Hollanda Araştırma Enstitüsü  -  Nederlands Instituut in Turkije

Pig data as a proxy for investigating cultural identity and social dynamics in Late Bronze Age Kaymakçı, Western Turkey

Francesca Slim (Groningen University)

My project concerns the study of archaeological animal bones from the Late Bronze Age (3000 years ago) mega-site of Kaymakçı, located in Manisa, Western Anatolia. Particular attention is paid to pigs, as the relationship between humans and pigs throughout history is controversial. For instance, nowadays pigs are associated with the meat bioindustry, or occur in proverbial expressions with often a negative connotation. This perception of humans on pigs stands in stark contrast to past human-pig interactions. In the Late Bronze Age Aegean, pigs were part of elite food cultures and religious practices, as seen from archaeological data, iconographic images, as well as Homeric writings. Alternatively, pigs have frequently been associated with the lower classes of society and smaller, rural settlements. The relationship between humans and pigs is thus portrayed by a highly dynamic trajectory.
I am using the pig bone data to study hunting and animal husbandry practices at Late Bronze Age Kaymakçı by reconstructing the demographic and metric features of the ancient pig population. The pig data and deduced human-pig relationships can be used as a proxy to infer about cultural affiliations and social dynamics of Kaymakçı’s ancient population. Within the material culture excavated by the Kaymakçı Archaeological Project (KAP), Mycenaean as well as Central Anatolian influences are visible, regions with both varying interactions and perceptions on pigs. Comparing human-pig interactions between these regions can therefore shed light on the degree to which concepts regarding elite hunting, animal husbandry, food culture, and daily and ritual practices were shared.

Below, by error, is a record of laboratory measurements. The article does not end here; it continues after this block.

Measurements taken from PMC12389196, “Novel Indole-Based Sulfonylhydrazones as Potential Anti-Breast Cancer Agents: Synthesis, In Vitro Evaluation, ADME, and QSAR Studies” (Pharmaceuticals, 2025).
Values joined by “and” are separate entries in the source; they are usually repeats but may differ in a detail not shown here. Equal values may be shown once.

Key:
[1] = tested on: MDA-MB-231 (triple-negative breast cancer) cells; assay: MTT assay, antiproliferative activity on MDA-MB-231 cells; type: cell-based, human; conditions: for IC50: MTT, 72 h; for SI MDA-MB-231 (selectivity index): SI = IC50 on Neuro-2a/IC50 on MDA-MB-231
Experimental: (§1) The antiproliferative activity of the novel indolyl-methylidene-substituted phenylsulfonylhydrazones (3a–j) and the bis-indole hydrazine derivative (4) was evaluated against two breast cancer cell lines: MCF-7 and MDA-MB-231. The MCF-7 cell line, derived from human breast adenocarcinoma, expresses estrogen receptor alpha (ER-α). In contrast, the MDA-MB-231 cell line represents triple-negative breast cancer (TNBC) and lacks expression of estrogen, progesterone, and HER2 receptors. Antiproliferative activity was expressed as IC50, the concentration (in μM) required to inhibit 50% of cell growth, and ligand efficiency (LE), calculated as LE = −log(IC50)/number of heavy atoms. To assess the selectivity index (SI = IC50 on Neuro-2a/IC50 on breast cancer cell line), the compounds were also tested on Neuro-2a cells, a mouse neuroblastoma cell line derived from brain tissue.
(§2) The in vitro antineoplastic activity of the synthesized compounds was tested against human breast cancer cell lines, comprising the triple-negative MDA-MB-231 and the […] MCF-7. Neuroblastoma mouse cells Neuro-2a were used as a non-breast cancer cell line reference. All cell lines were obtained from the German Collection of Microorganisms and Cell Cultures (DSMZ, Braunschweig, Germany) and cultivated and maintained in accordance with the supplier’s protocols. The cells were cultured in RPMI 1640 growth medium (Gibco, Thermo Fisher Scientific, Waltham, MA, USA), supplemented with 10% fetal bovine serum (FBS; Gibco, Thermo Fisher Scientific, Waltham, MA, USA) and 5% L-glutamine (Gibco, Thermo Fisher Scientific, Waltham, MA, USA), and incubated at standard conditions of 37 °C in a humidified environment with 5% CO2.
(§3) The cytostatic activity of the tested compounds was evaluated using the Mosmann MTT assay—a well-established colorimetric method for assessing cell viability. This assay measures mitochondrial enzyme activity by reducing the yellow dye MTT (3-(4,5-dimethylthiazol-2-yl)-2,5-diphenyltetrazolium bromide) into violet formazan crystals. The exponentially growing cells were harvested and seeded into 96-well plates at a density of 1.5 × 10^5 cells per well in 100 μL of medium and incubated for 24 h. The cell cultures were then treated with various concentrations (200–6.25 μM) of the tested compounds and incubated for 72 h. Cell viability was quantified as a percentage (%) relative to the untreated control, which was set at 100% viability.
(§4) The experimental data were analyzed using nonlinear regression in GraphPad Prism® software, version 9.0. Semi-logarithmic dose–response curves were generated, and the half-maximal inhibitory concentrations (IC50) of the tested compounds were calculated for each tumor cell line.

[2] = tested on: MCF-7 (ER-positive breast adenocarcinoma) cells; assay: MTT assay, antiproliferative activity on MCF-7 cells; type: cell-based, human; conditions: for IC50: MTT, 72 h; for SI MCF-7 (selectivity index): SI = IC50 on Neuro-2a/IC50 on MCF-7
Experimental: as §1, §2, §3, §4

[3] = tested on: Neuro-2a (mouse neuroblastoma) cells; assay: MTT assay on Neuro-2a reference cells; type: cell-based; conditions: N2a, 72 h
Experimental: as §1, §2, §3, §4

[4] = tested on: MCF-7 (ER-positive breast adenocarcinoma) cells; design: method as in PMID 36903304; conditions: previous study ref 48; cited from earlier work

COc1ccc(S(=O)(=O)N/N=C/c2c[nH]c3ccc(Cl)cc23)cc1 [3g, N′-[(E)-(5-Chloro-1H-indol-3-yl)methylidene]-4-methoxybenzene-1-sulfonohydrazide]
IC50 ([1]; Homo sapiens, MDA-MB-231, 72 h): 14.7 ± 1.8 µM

My stay at the NIT allowed me to study an essential part of the faunal assemblage from Kaymakçı, as the study of archaeological materials needs to take place in Turkey. The gathering of the primary data by studying the bones allowed me to expand my dataset, take measurements, and include previously unstudied contexts. During my stay at the NIT I was facilitated with a pleasant workspace and equipment, close proximity to useful literature, the possibility to meet with the Kaymakçı excavation directors (Dr. Christopher Roosevelt and Dr. Christina Luke) and even the possibility to call upon the help of specialists (thank you, Dr. Scott Haddow). Most of all, I want to thank Dr. Fokke Gerritsen and Güher Gürmen for the friendly and helpful working environment at the NIT that gave me the opportunity to work in great contentment and to get through studying all those bones!